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LightSquared Alters Chapter 11 Bid To Keep Wireless Alive

New York – LightSquared proposed a new plan to exit Chapter 11 by raising $2.75 billion in loans and at least $1.25 billion in equity investment, replacing a plan that included a spectrum auction in which Dish Networks was the highest bidder.

The plan, filed in Manhattan’s U.S. Bankruptcy Court, would keep LightSquared’s plans for building a wireless network alive, but the plan is conditioned on federal approvals, including a spectrum swap proposed by LightSquared to enable it to build out its network.

 Last fall, LightSquared sought approval to share 5MHz of spectrum used by the National Oceanic and Atmospheric Administration (NOAA).

In return LightSquared would relinquish the right to use 10MHz of its spectrum closest to the GPS band to prevent interference with GPS equipment. The swap, coupled with LightSquared’s other 25MHz of spectrum, would enable it to build out its terrestrial network.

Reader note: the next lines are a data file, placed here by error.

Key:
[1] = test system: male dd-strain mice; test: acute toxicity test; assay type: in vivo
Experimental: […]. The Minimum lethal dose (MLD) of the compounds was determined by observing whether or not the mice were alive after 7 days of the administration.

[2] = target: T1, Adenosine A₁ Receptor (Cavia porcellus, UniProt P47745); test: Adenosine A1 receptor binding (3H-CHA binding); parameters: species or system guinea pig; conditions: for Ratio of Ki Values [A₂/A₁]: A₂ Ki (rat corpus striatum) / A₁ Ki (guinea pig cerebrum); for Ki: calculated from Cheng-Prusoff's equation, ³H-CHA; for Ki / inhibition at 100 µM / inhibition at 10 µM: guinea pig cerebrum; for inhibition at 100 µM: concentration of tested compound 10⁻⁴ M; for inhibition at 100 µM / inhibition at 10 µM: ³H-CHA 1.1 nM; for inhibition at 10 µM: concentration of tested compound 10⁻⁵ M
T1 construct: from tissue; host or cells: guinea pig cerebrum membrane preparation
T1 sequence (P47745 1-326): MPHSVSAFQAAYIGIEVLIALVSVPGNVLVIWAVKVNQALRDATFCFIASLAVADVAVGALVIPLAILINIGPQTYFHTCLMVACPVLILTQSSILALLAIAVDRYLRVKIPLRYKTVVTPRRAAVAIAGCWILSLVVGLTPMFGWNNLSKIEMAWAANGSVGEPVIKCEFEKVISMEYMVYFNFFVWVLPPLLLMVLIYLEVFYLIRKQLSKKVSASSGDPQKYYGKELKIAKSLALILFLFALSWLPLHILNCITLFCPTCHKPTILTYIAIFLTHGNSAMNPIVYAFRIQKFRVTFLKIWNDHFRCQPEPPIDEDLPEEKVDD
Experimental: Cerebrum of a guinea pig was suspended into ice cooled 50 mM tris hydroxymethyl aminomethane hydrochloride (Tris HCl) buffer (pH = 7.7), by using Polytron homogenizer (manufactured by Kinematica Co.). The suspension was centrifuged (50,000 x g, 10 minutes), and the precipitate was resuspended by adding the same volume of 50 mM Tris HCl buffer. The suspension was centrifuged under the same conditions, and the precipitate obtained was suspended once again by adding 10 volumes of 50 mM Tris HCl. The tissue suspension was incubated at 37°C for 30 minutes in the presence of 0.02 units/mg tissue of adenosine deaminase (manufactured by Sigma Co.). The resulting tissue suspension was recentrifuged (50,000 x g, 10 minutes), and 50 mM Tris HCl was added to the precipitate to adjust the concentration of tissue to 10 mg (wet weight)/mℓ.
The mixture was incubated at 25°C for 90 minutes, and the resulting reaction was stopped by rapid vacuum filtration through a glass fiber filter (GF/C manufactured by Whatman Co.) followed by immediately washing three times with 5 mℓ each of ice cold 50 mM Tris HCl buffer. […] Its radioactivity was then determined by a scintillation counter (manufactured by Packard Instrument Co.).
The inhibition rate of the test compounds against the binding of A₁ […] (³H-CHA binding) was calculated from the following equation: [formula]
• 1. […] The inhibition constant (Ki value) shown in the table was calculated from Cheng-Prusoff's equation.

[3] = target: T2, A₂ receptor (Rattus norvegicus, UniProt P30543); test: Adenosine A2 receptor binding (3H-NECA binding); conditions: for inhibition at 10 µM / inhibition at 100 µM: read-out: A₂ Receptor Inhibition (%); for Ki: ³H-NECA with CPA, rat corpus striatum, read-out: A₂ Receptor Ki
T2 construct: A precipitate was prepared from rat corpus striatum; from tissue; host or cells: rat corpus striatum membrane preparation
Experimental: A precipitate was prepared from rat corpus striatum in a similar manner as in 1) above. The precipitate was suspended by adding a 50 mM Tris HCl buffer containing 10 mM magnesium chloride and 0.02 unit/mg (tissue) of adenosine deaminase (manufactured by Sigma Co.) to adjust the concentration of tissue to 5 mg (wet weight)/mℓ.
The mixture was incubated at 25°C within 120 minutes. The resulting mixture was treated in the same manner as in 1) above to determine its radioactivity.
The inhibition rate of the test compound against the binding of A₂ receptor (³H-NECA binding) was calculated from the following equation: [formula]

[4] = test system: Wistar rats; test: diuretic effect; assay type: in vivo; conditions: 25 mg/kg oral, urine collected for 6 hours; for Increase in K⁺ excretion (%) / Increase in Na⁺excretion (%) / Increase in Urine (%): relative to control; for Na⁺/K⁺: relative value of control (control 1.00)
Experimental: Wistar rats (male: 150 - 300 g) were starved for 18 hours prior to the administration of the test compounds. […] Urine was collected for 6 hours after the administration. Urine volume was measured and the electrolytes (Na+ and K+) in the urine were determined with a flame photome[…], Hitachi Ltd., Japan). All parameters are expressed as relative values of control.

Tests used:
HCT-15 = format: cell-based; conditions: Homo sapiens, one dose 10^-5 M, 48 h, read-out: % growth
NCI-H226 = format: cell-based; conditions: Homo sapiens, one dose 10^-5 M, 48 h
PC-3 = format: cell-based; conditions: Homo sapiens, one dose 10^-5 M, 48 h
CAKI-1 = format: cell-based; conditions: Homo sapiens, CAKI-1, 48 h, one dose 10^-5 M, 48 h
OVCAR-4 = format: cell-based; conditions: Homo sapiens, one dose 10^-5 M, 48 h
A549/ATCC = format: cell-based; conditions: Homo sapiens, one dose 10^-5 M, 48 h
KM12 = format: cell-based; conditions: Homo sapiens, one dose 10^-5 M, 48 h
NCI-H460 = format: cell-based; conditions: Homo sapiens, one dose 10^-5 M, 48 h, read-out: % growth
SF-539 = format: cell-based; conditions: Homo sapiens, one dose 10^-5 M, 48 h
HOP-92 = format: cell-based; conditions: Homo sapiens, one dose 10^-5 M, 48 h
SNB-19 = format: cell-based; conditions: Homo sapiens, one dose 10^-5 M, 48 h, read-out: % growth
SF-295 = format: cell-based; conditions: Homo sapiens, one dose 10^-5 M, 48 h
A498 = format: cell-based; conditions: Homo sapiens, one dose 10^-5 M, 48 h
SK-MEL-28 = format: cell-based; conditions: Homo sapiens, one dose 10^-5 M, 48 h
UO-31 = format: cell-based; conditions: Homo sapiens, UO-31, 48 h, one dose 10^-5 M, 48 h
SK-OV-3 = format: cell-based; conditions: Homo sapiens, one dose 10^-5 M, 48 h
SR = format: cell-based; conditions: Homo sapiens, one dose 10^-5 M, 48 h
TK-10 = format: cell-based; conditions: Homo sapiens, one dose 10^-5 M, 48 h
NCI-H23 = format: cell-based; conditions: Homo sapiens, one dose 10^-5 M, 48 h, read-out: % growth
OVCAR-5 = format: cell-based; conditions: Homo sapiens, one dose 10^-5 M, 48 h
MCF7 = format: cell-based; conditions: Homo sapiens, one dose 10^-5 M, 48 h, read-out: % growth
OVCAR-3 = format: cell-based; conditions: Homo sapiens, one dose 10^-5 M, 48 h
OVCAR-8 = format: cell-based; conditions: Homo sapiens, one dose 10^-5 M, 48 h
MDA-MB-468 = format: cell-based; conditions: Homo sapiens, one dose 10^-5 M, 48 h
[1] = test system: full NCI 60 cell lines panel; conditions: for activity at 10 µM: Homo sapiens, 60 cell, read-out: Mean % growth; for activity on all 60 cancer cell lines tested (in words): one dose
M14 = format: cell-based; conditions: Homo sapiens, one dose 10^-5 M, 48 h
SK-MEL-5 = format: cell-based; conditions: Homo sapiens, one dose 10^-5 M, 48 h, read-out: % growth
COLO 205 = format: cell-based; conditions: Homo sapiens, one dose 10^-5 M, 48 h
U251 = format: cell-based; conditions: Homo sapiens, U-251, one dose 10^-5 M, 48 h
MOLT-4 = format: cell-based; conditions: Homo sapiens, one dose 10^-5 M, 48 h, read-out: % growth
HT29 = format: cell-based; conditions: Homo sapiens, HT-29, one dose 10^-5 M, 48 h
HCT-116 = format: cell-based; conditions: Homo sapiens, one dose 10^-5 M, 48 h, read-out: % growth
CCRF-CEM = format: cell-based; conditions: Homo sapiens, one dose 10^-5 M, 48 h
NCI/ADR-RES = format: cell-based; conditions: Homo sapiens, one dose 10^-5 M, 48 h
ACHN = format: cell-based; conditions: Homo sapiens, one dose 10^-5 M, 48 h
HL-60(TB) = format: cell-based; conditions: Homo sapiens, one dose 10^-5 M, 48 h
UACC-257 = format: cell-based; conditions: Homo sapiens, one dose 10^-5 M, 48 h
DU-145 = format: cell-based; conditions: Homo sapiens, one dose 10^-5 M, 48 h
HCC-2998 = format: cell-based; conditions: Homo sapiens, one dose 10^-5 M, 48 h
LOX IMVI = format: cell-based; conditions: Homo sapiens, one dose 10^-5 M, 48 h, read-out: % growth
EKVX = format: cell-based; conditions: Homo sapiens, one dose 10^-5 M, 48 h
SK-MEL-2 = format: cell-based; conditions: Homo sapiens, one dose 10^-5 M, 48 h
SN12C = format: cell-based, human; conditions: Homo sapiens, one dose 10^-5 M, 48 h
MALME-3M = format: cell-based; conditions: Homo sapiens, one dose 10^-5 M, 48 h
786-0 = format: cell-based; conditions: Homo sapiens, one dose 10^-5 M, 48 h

Dish, however, also wants to build its own terrestrial wireless network and is seeking additional spectrum to do so. Dish previously bid on LightSquared’s spectrum assets and emerged as the only qualified bidder with a $2.2 billion offer and terms that LightSquared apparently found unappealing.

 LightSquared later canceled the auction.

The debt and equity raised by LightSquared’s latest bankruptcy plan would pay off the allowed claims of current LightSquared investors and debtors, a Wall Street Journal report said.

LightSquared filed Chapter 11 in May 2012 after the government concluded the company’s planned terrestrial network, using spectrum originally set aside for satellite services, could interfere with GPS products. The FCC later revoked LightSquared’s license to use the spectrum for a terrestrial network.